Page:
Comparing myself against others is one reason. In that process of comparing, I may feel that:

  • I don’t have the same accreditation as others;
  • I don’t have the same behaviours or dedication as others do towards their craft or profession, or;
  • I haven’t accomplished as much as they have, and it would be difficult to catch up.

In other words, comparing myself against others would make me feel that I’m not as worthy. You can start to see how destructive comparisons can be!

Comparing myself would also set the foundation for starting to distrust my own abilities, even though I had accomplished quite a lot through my efforts. I’ve come to learn that is a typical sign of Impostor Syndrome.

Lastly, opportunities to make an impact or to create something meaningful sometimes means that you will stand out and be unique. That would sometimes make me feel self-conscious, especially related to the points above. Backing away from the spotlight would help me to minimize those feelings.

This process of learning, being curious, and breaking down these ideas has continued to help me understand and work through these challenges. Here’s what I now do to change these beliefs:

  • I get feedback from others often and seek it out proactively. Getting feedback in this way is a sure-fire way to help me grow, and to get objective insights from people I trust.
  • I appreciate Seth Godin’s advice which I’ll paraphrase here: don’t start from the idea that achieving success will make you happy, just start from being happy – changing your state is under your control. I’ve read the same concept from Tony Robbins as well. No one can make you feel anything – that’s up to you.
  • I look back to my past for experiences where I did stretch and ask myself “what was different then?” Who was in my close circle? What stories did I have for myself at that time? Looking back objectively at past experiences can be a helpful exercise.
  • I stay practical: I understand that I may still be working a day job while pursuing my passion on the side. That’s totally fine – how else would I be able to learn what is important to me?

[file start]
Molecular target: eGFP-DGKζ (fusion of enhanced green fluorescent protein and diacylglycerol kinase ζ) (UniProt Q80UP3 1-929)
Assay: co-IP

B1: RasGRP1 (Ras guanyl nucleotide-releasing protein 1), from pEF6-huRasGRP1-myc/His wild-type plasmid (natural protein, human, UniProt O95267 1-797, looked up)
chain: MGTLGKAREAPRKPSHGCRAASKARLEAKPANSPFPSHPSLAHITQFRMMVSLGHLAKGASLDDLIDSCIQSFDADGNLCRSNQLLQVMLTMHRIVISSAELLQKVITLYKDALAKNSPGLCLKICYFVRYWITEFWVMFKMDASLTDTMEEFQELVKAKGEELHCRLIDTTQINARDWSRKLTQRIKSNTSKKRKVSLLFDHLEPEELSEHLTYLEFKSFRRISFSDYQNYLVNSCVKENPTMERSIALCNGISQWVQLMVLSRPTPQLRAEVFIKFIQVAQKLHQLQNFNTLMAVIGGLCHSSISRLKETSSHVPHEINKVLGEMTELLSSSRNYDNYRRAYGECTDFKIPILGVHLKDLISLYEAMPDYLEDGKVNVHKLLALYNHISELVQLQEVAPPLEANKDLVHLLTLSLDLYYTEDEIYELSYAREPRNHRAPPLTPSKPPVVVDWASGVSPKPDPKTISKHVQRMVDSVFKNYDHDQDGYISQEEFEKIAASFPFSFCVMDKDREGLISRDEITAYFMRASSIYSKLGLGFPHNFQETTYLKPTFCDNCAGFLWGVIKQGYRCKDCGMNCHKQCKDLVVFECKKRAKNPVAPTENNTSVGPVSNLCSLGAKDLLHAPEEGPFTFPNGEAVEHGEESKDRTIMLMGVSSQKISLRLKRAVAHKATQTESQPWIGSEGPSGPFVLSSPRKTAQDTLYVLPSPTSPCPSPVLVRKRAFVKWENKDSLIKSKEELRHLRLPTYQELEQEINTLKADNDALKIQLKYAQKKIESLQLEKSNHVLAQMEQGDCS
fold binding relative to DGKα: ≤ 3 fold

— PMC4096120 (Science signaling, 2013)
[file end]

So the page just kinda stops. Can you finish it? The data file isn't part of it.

• I release myself from my own judgement. I know that I’m not valued by what I am perceived to succeed at. It’s sometimes challenging, but I don’t view my self-worth as being based on my success. And accordingly, I don’t judge others in that way.
  • I trust the process. My best friend once told me that “what’s for you won’t go by you”. Everything is happening exactly as it is meant to happen.
  • I spend time getting to know my motivation, my “why”. In uncovering my purpose, I also try to recognize patterns of behaviour that might be distractions or things that get in the way of me achieving my “why”.
  • I try to not overgeneralize and jump to conclusions: Seth Godin has often spoken of situations where we think about what could go wrong when we leap. We tend to have thoughts that we link together in an increasingly negative trajectory that leads us to believe that any failure in our path will lead us ultimately to death. Tim Ferris has spoken about “fear setting” instead of “goal setting” and while I’ve found value in better understanding my fears, I try to not let them stop me from taking action.
  • I’ve come to understand that leaping into the unknown is hard but that’s where the real growth happens. Making your “art” means standing out and being unique.
  • I’ve been becoming more comfortable with the idea that the world is changing and that means that it’s possible to take advantage of the “gig economy” and to make an income in more creative ways. Examining my relationship with money is important as well. I now try to approach life from a perspective of abundance instead of lack – it may help you attract more positivity into your life.
  • I understand that part of having integrity is knowing that my accountability & responsibility for my actions doesn’t change. I may believe that the impact of what I’m attempting is bigger than before and that might be true. However, my own accountability & responsibility for my choices & actions is still required. In these cases, I try to break down the process & impact into smaller steps or components so that it doesn’t feel so overwhelming. This in conjunction with the points above helps me make the leap.

This is still an ongoing process for me but breaking this down and sharing it with you continues to help me to understand this and to know that I’m not alone in this challenge.

I thank you for the time you’ve taken to read this, and I hope that it has resonated with you in some way.